To some divorcing couples, dividing the house can be as emotionally painful as the divorce itself. One or both spouses may have a deep attachment to the house and think that the only thing that matters to them in the divorce process is keeping the house. At Hoffman Divorce Strategies, we work with our clients and their counsel to help them understand the financial pros and cons of keeping the house so they can determine what approach is really in their best interest.
As only one spouse can stay in the house, start planning for a move or buy out. Focusing on the fact that home is wherever the family lives and not a particular house, can help ease the transition for spouses and children. Many spouses have been surprised that children attach less to a house than being with their parents! As with all divorce decisions, flexibility and developing options can help keep the cost of the divorce down.
Work on your Options as early as possible
Many divorcing couples do not have enough extra money to buy another house so either the home will have to be sold and the proceeds divided, or one spouse will keep the home and buy out the other spouse’s interest. We strongly recommend contacting a realtor and mortgage lender as soon as possible. Current real estate market information and mortgage lending information can help resolve who will live where after the divorce. Also, getting an estimate of the current market rental of the family home is information often needed by counsel during the divorce.
One or both spouses will be moving. Patrice McCoy at Latter and Blum (https://www.facebook.com/pmccoy.lb and https://patricemccoy.latter-blum.com/) has these three important points for divorcing clients considering real estate sales or purchases:
- Choose a realtor who has experience working with divorcing couples and can work with both spouses. It’s important that a couple agree on a sales price and strategy to that your house can sell. If you cannot agree your realtor cannot help you and ultimately the Court may make that decision for you.
- Decide on your sales strategy with your realtor. Do you have enough funds available to make any repairs or updates to ensure you get top dollar at the time or will you market your home in its current condition? Regardless of your strategy it is important to keep your home in move-in-ready condition, keeping it furnished, clutter free and ready to show.
- Whether buying or selling, communicate your wants, needs and expectations to your realtor. With this information they can supply you with Comparative Market Analysis to determine the list price of your home and a purchase price for your future home.
Most couples will have to refinance a mortgage or apply for new mortgages. Kim Camet at Movement Mortgage (her website at https://movement.com/lo/kim-camet/resources/ has some useful calculators and general mortgage loan information) sent us the three most important pieces of advice she would give divorcing couples, which were:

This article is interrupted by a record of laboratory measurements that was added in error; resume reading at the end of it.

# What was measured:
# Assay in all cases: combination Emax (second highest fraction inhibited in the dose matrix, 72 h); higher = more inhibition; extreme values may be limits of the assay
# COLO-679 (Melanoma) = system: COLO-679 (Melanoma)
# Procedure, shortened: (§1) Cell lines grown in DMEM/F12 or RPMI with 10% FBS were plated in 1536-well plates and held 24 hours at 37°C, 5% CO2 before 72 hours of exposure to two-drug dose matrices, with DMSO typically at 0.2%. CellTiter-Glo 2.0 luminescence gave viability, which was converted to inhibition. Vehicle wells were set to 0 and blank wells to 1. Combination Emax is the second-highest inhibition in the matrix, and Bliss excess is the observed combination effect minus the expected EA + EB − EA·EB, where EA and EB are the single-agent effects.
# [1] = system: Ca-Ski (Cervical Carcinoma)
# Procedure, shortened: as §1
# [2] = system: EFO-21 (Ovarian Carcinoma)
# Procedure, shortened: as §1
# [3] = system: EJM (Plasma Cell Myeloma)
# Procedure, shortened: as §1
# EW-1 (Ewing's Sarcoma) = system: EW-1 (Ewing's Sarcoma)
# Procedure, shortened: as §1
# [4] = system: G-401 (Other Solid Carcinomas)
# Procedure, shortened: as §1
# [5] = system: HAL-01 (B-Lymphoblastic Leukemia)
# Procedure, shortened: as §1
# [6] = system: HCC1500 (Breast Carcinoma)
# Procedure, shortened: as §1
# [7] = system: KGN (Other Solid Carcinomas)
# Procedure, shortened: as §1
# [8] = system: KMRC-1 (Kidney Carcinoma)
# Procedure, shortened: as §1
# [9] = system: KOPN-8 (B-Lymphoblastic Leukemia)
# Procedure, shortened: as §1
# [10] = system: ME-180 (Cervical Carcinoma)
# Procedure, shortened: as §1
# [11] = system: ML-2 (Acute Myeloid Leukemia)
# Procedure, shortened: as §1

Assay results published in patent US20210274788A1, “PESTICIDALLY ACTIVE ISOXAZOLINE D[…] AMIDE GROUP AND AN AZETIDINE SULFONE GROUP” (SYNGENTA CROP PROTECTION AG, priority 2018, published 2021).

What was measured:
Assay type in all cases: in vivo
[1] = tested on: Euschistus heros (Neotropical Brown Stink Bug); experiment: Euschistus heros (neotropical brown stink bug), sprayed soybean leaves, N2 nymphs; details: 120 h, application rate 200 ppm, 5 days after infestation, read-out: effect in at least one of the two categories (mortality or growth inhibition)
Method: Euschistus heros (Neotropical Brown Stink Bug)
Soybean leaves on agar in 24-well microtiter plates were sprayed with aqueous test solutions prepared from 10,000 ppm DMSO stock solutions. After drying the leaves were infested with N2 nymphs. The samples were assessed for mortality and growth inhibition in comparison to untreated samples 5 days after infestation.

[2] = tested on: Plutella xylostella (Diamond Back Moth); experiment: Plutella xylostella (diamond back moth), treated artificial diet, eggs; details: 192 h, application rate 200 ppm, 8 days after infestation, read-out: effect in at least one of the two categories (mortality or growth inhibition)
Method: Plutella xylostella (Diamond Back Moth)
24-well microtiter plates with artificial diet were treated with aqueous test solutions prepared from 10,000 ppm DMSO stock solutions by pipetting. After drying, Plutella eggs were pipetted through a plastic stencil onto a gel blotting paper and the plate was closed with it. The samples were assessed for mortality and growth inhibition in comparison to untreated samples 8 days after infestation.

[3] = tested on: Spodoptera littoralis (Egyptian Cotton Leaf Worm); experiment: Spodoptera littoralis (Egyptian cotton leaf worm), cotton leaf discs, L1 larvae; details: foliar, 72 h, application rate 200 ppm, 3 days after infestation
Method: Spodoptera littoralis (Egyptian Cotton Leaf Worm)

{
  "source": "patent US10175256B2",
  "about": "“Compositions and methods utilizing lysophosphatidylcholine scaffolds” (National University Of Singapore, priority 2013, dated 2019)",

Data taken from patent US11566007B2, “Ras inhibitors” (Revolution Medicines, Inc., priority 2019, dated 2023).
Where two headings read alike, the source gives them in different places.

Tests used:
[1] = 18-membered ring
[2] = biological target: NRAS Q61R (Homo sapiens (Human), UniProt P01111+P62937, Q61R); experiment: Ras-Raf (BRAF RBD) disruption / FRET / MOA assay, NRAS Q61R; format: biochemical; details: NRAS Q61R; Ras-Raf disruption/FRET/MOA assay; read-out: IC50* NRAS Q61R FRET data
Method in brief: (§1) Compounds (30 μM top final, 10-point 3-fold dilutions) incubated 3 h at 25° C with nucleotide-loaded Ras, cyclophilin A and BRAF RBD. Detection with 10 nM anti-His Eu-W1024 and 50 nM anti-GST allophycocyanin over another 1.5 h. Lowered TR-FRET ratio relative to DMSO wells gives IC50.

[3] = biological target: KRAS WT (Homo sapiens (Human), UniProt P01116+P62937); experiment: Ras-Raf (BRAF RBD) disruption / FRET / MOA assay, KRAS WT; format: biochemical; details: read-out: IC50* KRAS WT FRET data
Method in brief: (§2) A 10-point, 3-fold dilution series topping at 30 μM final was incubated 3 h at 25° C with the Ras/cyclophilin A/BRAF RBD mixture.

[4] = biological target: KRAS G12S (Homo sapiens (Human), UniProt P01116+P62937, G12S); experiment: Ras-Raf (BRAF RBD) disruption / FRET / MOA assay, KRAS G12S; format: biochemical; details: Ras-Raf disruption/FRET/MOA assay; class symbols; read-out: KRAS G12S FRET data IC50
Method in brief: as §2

- Avoid new debt (i.e. credit cards, car loans or open-ended debt) during the mortgage application process.
- Make sure to pay all bills on time. Louisiana is a community property state so if either spouse is not paying bills, it could decrease both spouse’s credit rating. This will increase the interest rate on a mortgage or, worse still, one or both spouses could become ineligible to qualify for a mortgage.
- When structuring spousal and child support agreements, remember that support to be paid for three years or longer can be considered income for the purposes of mortgage qualification. Mortgage lenders will need to see the support agreement and will want to verify that support payments have been made.
Taxes on the Sale of the Home
While Hoffman Divorce Strategies does not prepare tax returns or give tax advice, we will coordinate with your tax preparer and assist you navigate the tax issues on selling a home. Provided you have lived in your home for more than two out of the last five years any gain up to $250,000 per owner is not taxed. As with many tax laws there are exceptions to this rule. Remember that the gain on a home is the selling price, less selling costs, the original cost of the home and any capital improvements. So, gathering records of purchase and improvements is always recommended, even if a sale is not immediately planned. If the home was previously used as rental property, there may be unused passive losses, depreciation recapture and other tax issues.
There are so many things to consider when deciding what to do with the family home or moving to a new home. Hoffman Divorce Strategies will co-ordinate with the other professionals that you have chosen to work with and help you project if you can afford a new home and understand the financial effects of the division of the family home on your settlement.
For more information about how we help clients and their counsel handle the family home, or any financial question about your divorce, contact us at Hoffman Divorce Solutions.